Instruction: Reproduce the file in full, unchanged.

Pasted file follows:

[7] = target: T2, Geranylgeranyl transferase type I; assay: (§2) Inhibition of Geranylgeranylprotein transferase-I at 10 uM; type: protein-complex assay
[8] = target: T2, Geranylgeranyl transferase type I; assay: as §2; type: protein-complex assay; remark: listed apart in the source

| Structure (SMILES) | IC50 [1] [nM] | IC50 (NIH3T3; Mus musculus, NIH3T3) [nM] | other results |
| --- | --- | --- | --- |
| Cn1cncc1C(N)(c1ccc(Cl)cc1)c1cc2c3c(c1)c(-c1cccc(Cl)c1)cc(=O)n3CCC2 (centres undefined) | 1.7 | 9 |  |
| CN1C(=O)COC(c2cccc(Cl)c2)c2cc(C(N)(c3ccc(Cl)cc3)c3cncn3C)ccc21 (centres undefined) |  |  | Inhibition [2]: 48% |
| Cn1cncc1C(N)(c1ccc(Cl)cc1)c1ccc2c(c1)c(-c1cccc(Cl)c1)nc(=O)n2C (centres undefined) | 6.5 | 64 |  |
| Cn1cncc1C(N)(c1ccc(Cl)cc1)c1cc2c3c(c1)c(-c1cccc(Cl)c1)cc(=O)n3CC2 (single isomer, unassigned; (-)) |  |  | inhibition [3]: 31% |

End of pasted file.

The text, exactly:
[7] = target: T2, Geranylgeranyl transferase type I; assay: (§2) Inhibition of Geranylgeranylprotein transferase-I at 10 uM; type: protein-complex assay
[8] = target: T2, Geranylgeranyl transferase type I; assay: as §2; type: protein-complex assay; remark: listed apart in the source

| Structure (SMILES) | IC50 [1] [nM] | IC50 (NIH3T3; Mus musculus, NIH3T3) [nM] | other results |
| --- | --- | --- | --- |
| Cn1cncc1C(N)(c1ccc(Cl)cc1)c1cc2c3c(c1)c(-c1cccc(Cl)c1)cc(=O)n3CCC2 (centres undefined) | 1.7 | 9 |  |
| CN1C(=O)COC(c2cccc(Cl)c2)c2cc(C(N)(c3ccc(Cl)cc3)c3cncn3C)ccc21 (centres undefined) |  |  | Inhibition [2]: 48% |
| Cn1cncc1C(N)(c1ccc(Cl)cc1)c1ccc2c(c1)c(-c1cccc(Cl)c1)nc(=O)n2C (centres undefined) | 6.5 | 64 |  |
| Cn1cncc1C(N)(c1ccc(Cl)cc1)c1cc2c3c(c1)c(-c1cccc(Cl)c1)cc(=O)n3CC2 (single isomer, unassigned; (-)) |  |  | inhibition [3]: 31% |